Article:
My first take on terraform

On my previous company, I had the opportunity to learn and do some DevOps work. Thanks to some amazing colleagues I was able to pick up some concepts and experience regarding infrastructure as code, docker, kubernetes, yaml files and others. Back then we didn’t use Terraform as it was not fully compatible with Azure at the time (I might be wrong about this) and we used plain old ARM Templates to describe infrastructure and bash scripts with tools like Azure CLI and Kubectl to automate the provision and deploy of resources/applications into Azure and Kubernetes.

This week I decided to take a first look at Terraform and AWS, and also to check how familiar I still was with the concepts previously mentioned. So these were my steps…

Since I’m new to AWS the first step should be…

  1. create an account at
  2. create a user with “Programmatic access
  3. create a new group ( didn’t check any policies), didn’t add any tags
  4. And at the end save the “Access key ID” and “Secret access key”.

Now … to get Terraform, since I’m on a Windows machine and I have Chocolatey installed

choco install terraform
terraform version
From what I understand Terraform (.tf) files are divided into 4 sections, variables, providers, resources and outputs. Given this simple .tf file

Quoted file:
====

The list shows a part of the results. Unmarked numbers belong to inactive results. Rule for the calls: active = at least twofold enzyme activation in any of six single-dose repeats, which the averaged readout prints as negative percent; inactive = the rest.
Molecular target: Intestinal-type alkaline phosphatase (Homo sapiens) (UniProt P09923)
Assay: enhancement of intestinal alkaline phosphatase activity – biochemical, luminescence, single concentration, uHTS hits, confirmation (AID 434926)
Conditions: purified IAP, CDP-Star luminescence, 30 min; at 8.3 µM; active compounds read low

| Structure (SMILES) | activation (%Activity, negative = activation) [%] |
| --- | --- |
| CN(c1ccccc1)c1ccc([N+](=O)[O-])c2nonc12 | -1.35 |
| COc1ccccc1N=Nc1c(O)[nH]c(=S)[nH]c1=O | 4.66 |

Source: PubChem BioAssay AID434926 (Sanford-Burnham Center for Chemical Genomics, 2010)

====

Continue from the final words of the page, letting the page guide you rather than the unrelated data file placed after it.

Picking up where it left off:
variable "aws_access_key" {}
variable "aws_secret_key" {}
variable "private_key_path" {}
variable "key_name" {}

provider "aws" {
access_key = "${var.aws_access_key}"
secret_key = "${var.aws_secret_key}"
region = "us-east-1"

resource "aws_instance" "nginx" {
ami = "ami-c58c1dd3"
instance_type = "t2.micro"
key_name = "${var.key_name}"

  connection {
    user        = "ec2-user"
    private_key = "${file(var.private_key_path)}"

  provisioner "remote-exec" {
    inline = [
      "sudo yum install nginx -y",
      "sudo service nginx start"

output "aws_instance_public_dns" {
    value = "${aws_instance.nginx.public_dns}"
We can easily figure out what it does… It has some variables for values like keys and secrets, it uses provider “aws” and for that provider, we have an aws_instance resource with the name “nginx”. We have “ami”, the name of the image to provision the instance and the “instance_type” of that instance. We’re also describing how a connection can be made, with user and a private_key. Using that connection after the resource is provisioned we’re going to remote-exec a couple of commands.

At the end we want the provider to output the “aws_instance_public_dns”.

Simple enough right?

There are many ways you can pass values to the .ts files, to start I choose to have a .tfvars file. Fill up with your values

aws_access_key = ""
aws_secret_key = ""
private_key_path = ""

With both files in place to “execute” them is as simple as

terraform init

terraform plan -var-file=terraform.tfvars

terraform apply -var-file=terraform.tfvars

If everything goes as planned you will have the output with a public DNS that you can browse to… *

“Welcome to nginx on the Amazon Linux AMI!”

And the always usefull $$$$$

terraform destroy -var-file=terraform.tfvars

Notes :

Now… I did have some issues with the keys.

Next steps :

  • Provide de security group and inbound rules as a resource in the file
  • use Azure as a provider
  • remove the prompt ???

Hope you find it useful …


This entry was posted in continuous delivery, continuous integration, devops, Tools. Bookmark the permalink.

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